So it shouldn't have been a surprise when about 20 minutes into the Longman tour a young man approached us and said, "This man wants to know where you are from." He was an English major, (how did the man know that?) who said he had been too nervous to talk to foreigners until now. He and his petite girlfriend stayed with us for the rest of the day, interpreting the guide's explanations, asking us questions on behalf of the man, and telling us about himself. He even held his umbrella for us while we listened.


I am starting to learn that no matter where you are, or what language you speak, people will look out for you. Last night we followed our hostel's recommendation for some local food in Luoyang. We sat in a hole-in-the-wall restaurant and handed over a piece of paper with the Chinese writing explaining what we wanted. A curious man, obviously drunk, also tested his English skills on us. "China very beautiful. Thank you very much. What is your name?" At first we responded politely, but when he ran out of English words he started shouting at us in Chinese. Like mother hawks, two ladies emerged from the kitchen. One took a protective stance over us and gestured for us to ignore him. The other sat close to him and scolded him in Chinese. When he protested and became angry, they escorted him out of the restaurant. "Xie xie," was the only way we could thank them.


Posted by Lis.L 01:01 Archived in China Comments (1)

First Taste of China

By Lis

sunny 30 °C
View World Tour 2010-2012 on Lis.L's travel map.

Toby and I have been travelling in China for 11 days now (side note - world tour has begun! Woohoo!) and we are learning the local customs and trying our best to adjust to their norms. Travel in Beijing was surprisingly easy, perhaps because we have such a large Chinatown in Toronto, or because Toby took an "intro to Mandarin" course which taught him numbers and key phrases. We stayed in a small hutong and during our week there we became accustomed to the winding roads with small shops, restaurants and homes. Beijing had so many sights to see... the Forbidden City, Tiananmen Square, Summer Palace, Temple of Heaven and of course the Great Wall is nearby. We quickly learned that the majority of tourists in China are Chinese, followed by Japanese and Korean. So Western visitors stand out and many curious Chinese asked me to take a picture with them in perfect English. At first I didn't mind; they were polite and friendly and I was happy to oblige. After a while I started to tire of the constant stares and giggles, and the sensitive part of me wondered if they were in fact laughing at me or making fun of my style of dress. When I climbed to the top of the Juyongguan area of the Great Wall, I could only pause for a second before hearing, "We take picture with you?" Red-faced and out of breath I sighed and smiled for the camera.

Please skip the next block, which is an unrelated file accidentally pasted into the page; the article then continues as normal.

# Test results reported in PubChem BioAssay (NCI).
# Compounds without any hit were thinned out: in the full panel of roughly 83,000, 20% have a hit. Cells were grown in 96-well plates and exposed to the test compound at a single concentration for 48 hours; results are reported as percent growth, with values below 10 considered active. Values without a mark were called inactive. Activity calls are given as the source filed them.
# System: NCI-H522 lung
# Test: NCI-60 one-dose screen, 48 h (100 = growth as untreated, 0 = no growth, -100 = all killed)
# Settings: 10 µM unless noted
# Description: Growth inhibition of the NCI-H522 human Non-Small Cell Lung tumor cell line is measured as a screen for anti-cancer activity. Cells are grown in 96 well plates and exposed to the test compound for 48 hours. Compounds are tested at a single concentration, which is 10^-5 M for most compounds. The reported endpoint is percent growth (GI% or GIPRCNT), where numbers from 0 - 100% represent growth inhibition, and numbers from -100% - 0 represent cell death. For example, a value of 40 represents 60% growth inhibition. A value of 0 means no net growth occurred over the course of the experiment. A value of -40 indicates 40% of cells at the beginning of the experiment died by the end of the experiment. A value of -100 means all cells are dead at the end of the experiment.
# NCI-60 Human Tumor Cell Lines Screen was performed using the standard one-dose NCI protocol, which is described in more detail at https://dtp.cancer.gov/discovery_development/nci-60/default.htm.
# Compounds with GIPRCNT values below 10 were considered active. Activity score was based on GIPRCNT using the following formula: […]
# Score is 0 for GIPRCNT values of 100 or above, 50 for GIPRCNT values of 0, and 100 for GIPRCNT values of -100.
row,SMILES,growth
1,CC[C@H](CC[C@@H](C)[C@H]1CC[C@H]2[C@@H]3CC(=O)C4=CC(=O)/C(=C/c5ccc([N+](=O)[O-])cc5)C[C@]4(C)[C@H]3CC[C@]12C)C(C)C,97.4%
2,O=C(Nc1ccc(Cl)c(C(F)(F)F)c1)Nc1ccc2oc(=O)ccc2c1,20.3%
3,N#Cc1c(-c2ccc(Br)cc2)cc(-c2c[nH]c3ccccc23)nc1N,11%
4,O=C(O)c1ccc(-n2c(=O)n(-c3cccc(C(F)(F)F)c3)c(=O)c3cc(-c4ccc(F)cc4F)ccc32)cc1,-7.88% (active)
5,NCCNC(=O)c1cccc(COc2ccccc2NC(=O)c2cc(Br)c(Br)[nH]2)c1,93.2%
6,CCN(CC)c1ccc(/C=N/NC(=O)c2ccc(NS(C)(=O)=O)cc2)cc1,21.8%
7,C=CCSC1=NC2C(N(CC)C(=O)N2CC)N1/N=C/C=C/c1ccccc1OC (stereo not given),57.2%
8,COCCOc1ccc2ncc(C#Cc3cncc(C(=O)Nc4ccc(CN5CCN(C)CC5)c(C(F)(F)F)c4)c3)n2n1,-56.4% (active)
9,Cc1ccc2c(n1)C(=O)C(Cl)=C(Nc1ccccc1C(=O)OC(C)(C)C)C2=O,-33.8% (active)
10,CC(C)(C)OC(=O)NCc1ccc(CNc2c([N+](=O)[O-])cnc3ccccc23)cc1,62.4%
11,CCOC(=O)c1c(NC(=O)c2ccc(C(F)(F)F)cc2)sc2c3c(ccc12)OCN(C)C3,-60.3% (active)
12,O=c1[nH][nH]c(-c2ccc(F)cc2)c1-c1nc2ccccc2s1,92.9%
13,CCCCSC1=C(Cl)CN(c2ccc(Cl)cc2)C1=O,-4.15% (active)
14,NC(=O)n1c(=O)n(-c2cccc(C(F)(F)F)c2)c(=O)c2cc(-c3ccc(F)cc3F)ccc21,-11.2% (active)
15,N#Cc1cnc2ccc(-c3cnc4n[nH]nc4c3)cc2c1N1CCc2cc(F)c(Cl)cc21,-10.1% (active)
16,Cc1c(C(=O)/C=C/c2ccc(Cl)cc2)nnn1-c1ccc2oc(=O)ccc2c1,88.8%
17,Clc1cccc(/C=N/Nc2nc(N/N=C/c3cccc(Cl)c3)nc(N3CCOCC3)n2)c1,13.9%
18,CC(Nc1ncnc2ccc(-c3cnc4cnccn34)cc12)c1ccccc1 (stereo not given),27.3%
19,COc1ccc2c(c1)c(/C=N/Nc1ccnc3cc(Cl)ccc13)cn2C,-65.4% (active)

Other observations about China: there aren't any public benches or chairs anywhere, so the locals effortlessly squat whenever they need a rest. Chinese women take pride in their appearance and wear party dresses and heels even to tackle stairs or cobblestone roads. Chinese toddlers wear pants with holes in the crotch and relieve themselves on the street when needed. Chinese men spit on the street and floor frequently. Chinese men also hike up their shirts under their armpits when they are hot - exposing the many Buddha bellies :) Chinese couples wear matching shirts instead of holding hands. Chinese tour groups also almost always match something - hats, shirts etc. When it rained in Beijing we noticed that no one had a black umbrella - they were all pastel colours and flowery.

Cities explored so far: Beijing, Datong, Pingyao, Xi'an with many day-tours to explore the nearby sights.


Posted by Lis.L 22:13 Archived in China Comments (3)